As each bit is received by the decoder, the probability of a specific outcome is considered surprise. In the case of binary it’s 50%. It’s either 1 or it’s 0. Surprise! In isolation, binary digits aren’t very telling, they contain little in terms of measuring information. But in sequences, the probability of the overall set or average amount of surprise is information entropy. The more information contained within the message, the more bits, the more uncertainty, the greater the entropy.
Through this stochastic process, selecting the next word in a sentence from a set of words or potential likelihoods is achievable. Remember those fill in the blank quizzes? If we can assign a probability to each bit, we can to each word in the English language. This probability is the likelihood that it’ll fill the blank but specifically follow the word before the blank or precede the one after.
Think of the simple sentence, “The athlete runs in a blue shirt.” Our uncertainty is greater than if stated “The athlete runs.” We have more information, more bits, more entropy. The common information in these two sentences is what is known as mutual information. If we know the second statement, the only uncertainty in the first sentence comes from “in a blue shirt.”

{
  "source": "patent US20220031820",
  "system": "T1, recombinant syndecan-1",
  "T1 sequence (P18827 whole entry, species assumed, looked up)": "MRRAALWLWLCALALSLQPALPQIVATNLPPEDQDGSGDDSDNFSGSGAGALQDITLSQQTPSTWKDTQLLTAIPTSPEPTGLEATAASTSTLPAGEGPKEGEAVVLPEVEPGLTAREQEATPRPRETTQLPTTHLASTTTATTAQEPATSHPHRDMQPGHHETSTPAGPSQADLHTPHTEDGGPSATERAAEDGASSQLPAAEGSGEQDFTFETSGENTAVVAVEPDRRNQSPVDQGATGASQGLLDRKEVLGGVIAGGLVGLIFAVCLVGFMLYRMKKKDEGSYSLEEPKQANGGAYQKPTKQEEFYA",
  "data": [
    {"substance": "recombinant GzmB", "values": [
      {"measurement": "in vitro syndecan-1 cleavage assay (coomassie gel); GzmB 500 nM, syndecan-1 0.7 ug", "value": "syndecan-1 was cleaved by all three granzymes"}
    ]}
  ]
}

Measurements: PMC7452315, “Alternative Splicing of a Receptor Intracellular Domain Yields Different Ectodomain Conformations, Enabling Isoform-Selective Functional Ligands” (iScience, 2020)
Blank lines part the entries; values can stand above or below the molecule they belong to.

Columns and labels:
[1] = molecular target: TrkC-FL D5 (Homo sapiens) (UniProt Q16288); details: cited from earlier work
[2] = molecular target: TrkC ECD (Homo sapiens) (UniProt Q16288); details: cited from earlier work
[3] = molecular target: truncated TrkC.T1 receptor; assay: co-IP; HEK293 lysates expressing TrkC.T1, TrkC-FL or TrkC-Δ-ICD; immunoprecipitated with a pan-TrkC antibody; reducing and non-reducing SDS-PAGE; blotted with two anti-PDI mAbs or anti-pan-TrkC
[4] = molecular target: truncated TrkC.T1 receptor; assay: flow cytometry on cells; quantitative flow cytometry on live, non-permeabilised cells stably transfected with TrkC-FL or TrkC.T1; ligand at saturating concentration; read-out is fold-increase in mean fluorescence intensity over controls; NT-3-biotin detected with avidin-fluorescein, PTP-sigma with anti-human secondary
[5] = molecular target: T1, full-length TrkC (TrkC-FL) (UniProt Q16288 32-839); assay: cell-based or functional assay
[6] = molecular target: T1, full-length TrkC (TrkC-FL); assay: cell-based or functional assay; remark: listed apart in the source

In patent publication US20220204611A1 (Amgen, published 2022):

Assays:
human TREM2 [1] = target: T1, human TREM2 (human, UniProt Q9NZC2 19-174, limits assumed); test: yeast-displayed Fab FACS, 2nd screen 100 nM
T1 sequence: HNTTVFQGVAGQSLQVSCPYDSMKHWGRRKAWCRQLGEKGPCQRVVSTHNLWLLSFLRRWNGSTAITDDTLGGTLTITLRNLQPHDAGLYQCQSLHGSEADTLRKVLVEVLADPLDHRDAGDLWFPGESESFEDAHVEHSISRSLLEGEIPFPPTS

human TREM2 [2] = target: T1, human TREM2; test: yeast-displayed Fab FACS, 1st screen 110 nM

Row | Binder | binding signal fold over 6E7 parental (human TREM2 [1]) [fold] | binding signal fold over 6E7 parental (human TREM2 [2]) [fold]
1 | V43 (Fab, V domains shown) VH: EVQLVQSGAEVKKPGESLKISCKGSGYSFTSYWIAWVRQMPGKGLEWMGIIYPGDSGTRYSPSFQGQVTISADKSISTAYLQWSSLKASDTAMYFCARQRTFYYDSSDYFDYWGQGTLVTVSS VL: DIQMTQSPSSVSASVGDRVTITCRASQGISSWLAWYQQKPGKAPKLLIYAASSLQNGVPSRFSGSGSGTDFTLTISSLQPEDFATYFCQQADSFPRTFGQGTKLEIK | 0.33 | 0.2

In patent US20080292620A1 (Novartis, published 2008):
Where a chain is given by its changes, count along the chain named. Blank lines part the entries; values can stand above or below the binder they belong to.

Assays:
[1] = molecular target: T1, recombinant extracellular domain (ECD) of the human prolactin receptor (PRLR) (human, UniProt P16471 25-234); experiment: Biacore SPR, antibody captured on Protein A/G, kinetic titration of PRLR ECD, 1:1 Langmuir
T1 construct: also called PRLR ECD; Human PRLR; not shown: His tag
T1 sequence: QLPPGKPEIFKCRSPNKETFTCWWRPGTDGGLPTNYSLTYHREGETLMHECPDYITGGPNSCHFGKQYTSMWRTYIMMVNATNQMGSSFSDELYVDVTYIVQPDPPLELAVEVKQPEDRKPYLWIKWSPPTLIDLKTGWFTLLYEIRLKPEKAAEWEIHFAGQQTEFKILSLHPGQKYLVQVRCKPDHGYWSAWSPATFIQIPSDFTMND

Information as Meaning
The more mutual information or context we have, the less uncertainty, surprise, or entropy in the message. Context is a key that enables the decoder to unlock the meaning of the message. With knowledge of the English language, a reader can retrieve the semantic meaning.
Context enables us to take these discrete concepts and plot the relationship or relevance between them in information space.3 An individual deeply knowledgeable in a subject would have a greater depth of understanding or number of potential answers to a question to select from. They would know the distance and relationship between these related ideas. A picture may be drawn in their mind.4
“The idea is that if you make a list of features of chairs, having legs, having backs, and what not; then some chairs are backless, some chairs have no legs, and so on. So if we accept these (for the sake of argument) as simple “yes-or-no” characters, then over a long experience of the word “chair” we should build up a concept of “chairfulness”, which could be defined by the proportions of different characters in the ensemble of all chairs experienced.” – Donald M. MacKay 3